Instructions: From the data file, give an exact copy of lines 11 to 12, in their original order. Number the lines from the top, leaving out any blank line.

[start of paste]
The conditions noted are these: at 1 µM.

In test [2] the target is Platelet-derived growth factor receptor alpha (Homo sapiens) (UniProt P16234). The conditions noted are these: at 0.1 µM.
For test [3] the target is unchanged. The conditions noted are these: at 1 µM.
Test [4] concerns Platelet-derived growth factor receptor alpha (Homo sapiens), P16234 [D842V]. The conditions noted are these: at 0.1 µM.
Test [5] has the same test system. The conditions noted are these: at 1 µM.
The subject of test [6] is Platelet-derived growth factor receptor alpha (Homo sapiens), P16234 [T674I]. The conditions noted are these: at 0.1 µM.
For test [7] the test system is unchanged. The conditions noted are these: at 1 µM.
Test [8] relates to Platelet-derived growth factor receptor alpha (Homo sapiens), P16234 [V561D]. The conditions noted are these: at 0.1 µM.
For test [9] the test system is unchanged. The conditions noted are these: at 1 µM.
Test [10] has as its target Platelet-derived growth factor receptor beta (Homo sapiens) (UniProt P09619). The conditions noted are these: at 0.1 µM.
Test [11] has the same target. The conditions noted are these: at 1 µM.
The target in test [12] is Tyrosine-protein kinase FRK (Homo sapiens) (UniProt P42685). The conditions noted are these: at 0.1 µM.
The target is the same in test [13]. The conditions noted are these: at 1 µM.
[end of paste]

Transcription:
Test [11] has the same target. The conditions noted are these: at 1 µM.
The target in test [12] is Tyrosine-protein kinase FRK (Homo sapiens) (UniProt P42685). The conditions noted are these: at 0.1 µM.